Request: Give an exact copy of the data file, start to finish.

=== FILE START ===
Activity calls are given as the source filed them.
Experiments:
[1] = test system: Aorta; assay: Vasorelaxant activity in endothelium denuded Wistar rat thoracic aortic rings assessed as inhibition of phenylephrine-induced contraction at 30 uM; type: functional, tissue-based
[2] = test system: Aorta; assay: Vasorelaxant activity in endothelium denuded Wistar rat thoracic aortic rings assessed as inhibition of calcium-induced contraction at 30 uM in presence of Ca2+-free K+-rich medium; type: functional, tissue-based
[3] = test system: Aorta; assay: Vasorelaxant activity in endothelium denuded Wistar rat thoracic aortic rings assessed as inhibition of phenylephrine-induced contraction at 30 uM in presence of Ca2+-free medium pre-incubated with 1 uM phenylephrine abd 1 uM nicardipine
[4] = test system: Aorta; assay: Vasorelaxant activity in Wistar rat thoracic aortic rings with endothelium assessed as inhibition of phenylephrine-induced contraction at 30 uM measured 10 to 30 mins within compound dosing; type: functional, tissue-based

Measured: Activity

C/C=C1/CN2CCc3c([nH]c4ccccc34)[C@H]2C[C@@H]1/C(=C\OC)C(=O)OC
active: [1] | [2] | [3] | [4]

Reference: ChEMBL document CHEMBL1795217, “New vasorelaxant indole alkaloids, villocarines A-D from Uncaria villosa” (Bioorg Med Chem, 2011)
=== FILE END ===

Activity calls are given as the source filed them.
Experiments:
[1] = test system: Aorta; assay: Vasorelaxant activity in endothelium denuded Wistar rat thoracic aortic rings assessed as inhibition of phenylephrine-induced contraction at 30 uM; type: functional, tissue-based
[2] = test system: Aorta; assay: Vasorelaxant activity in endothelium denuded Wistar rat thoracic aortic rings assessed as inhibition of calcium-induced contraction at 30 uM in presence of Ca2+-free K+-rich medium; type: functional, tissue-based
[3] = test system: Aorta; assay: Vasorelaxant activity in endothelium denuded Wistar rat thoracic aortic rings assessed as inhibition of phenylephrine-induced contraction at 30 uM in presence of Ca2+-free medium pre-incubated with 1 uM phenylephrine abd 1 uM nicardipine
[4] = test system: Aorta; assay: Vasorelaxant activity in Wistar rat thoracic aortic rings with endothelium assessed as inhibition of phenylephrine-induced contraction at 30 uM measured 10 to 30 mins within compound dosing; type: functional, tissue-based

Measured: Activity

C/C=C1/CN2CCc3c([nH]c4ccccc34)[C@H]2C[C@@H]1/C(=C\OC)C(=O)OC
active: [1] | [2] | [3] | [4]

Reference: ChEMBL document CHEMBL1795217, “New vasorelaxant indole alkaloids, villocarines A-D from Uncaria villosa” (Bioorg Med Chem, 2011)